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Drugs. 1993 Mar;45(3):353-66.

Optimum treatment of staphylococcal infections.

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Department of Microbiology, Monash Medical Centre, Clayton, Victoria, Australia.


Serious staphylococcal infections remain a significant clinical problem despite advances in antibacterial therapy. Resistance to penicillin is common and methicillin-resistant staphylococci have become troublesome nosocomial pathogens in many institutions. Penicillinase-resistant penicillins (e.g. flucloxacillin, cloxacillin and oxacillin) are the preferred drugs for all methicillin-susceptible staphylococcal infections, although first generation cephalosporins, beta-lactam/beta-lactamase inhibitor combinations, clindamycin, and occasionally erythromycin and cotrimoxazole (trimethoprim/sulfamethoxazole) are alternatives. Serious infections due to methicillin-resistant staphylococci should be treated with parenteral vancomycin. Teicoplanin, where available, is a suitable alternative. Rifampicin, fusidic acid and some fluoroquinolones may be useful oral alternatives, although resistance develops rapidly if they are used as single agents. Cotrimoxazole and minocycline have also proven useful when strains are susceptible. Staphylococcal toxic shock syndrome often requires aggressive resuscitation and anti-staphylococcal therapy for generally 10 to 14 days. Staphylococcus aureus bacteraemia remains a life-threatening condition which, in all but one-third of cases, is associated with an underlying septic focus such as endocarditis, osteomyelitis or occult abscess. Differentiating between complicated and uncomplicated bacteraemia is critical to define the appropriate treatment regimen. Serious staphylococcal sepsis such as endocarditis and acute osteomyelitis generally requires prolonged (4 to 6 weeks) antibiotic treatment. Coagulase-negative staphylococci are the commonest cause of prosthetic device infection, and generally require prolonged therapy with an agent to which they have proven to be sensitive, e.g. a penicillinase-resistant penicillin or vancomycin. Removal of infected foreign or prosthetic material, and drainage of deep collections remain a critical aspect of all therapy.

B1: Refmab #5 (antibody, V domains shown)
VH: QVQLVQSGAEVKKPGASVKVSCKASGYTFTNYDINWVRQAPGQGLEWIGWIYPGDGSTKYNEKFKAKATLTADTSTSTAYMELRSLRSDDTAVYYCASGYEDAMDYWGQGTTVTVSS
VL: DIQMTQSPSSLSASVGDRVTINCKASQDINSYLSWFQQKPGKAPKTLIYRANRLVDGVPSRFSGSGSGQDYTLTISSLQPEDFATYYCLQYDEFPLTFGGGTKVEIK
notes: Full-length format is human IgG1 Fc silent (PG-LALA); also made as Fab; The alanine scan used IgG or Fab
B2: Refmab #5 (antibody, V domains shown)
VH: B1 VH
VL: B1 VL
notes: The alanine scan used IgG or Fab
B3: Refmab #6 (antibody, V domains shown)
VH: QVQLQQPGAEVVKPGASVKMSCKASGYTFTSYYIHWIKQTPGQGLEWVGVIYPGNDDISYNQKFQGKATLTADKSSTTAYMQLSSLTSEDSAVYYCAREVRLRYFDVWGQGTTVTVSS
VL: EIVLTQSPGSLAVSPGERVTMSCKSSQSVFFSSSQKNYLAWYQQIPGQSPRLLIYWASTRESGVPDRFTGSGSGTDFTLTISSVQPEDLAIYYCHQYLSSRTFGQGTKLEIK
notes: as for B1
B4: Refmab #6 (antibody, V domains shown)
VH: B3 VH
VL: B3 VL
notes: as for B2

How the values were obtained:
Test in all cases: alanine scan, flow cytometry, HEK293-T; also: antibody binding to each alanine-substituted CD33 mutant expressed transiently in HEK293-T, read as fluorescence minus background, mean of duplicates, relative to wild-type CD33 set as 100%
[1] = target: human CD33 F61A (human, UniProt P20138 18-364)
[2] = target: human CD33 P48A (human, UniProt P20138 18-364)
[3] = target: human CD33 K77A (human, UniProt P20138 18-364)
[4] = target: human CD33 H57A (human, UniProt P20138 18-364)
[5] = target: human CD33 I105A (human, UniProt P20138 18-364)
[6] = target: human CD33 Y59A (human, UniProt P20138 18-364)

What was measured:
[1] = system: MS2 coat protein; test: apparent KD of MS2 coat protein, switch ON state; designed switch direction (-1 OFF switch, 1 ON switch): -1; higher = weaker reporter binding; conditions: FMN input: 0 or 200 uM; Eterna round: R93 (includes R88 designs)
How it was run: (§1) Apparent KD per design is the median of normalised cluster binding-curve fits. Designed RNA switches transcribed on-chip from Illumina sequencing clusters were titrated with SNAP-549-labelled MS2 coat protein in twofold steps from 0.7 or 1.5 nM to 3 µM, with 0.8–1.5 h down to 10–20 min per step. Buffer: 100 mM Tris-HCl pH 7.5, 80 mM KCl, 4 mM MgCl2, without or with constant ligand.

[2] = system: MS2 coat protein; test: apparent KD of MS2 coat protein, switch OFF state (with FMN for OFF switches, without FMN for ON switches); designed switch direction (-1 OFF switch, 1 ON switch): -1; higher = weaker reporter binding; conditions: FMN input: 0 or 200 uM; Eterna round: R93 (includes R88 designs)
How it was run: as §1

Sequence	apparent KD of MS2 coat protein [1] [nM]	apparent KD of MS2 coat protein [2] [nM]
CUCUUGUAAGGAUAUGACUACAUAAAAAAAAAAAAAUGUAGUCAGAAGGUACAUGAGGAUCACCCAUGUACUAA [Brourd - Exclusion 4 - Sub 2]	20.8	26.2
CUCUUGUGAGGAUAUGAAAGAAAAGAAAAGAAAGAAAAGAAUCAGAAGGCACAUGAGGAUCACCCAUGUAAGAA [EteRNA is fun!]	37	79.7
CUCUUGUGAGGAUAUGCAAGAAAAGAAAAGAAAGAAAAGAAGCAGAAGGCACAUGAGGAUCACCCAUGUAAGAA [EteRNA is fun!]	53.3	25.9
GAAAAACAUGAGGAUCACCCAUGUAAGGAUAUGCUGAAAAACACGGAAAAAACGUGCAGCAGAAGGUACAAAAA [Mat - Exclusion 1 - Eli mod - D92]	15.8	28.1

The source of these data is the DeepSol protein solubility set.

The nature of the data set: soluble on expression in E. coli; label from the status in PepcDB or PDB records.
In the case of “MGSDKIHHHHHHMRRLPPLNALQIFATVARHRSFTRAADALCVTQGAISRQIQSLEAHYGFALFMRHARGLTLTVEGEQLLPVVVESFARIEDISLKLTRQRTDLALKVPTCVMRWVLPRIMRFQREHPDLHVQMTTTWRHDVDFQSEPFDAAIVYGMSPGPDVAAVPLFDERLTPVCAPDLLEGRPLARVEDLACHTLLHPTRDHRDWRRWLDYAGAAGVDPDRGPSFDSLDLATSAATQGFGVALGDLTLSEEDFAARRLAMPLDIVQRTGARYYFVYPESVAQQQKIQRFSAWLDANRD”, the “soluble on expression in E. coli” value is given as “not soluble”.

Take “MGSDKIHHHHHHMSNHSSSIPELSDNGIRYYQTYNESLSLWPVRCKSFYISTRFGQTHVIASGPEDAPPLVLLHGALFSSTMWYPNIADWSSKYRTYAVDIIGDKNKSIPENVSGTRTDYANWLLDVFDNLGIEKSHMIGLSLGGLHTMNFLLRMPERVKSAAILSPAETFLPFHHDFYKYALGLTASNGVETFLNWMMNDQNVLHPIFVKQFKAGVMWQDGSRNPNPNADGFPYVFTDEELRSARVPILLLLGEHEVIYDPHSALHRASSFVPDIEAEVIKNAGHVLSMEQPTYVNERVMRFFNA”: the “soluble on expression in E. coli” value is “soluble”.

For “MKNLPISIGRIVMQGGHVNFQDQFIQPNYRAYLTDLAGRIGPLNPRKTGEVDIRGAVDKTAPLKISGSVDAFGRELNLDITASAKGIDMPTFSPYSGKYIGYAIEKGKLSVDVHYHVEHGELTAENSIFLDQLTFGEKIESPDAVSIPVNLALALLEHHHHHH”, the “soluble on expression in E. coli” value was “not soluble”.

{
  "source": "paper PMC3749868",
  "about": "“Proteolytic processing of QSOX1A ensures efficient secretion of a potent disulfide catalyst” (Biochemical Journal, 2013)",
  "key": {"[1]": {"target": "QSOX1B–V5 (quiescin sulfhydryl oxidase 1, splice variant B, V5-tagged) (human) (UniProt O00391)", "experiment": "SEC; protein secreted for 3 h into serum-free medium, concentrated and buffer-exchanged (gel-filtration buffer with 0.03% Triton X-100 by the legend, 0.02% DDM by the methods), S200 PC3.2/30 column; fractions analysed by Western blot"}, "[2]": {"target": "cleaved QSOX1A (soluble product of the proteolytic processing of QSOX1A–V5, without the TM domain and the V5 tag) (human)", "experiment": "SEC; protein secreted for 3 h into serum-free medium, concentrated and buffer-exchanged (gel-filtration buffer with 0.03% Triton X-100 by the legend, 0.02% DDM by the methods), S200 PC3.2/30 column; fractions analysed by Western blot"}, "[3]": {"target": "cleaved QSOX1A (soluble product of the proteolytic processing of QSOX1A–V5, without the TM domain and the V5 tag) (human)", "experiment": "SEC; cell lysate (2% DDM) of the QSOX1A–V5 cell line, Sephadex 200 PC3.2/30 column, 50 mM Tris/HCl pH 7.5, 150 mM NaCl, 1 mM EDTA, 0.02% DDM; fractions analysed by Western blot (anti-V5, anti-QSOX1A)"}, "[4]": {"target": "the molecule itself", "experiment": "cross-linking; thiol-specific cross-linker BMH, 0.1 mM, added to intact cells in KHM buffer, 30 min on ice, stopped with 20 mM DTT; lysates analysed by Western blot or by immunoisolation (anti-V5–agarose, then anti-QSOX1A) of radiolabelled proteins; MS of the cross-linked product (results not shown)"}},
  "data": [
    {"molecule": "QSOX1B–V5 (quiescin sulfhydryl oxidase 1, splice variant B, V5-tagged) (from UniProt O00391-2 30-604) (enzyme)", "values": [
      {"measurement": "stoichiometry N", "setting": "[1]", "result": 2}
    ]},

[Indexed for MEDLINE]

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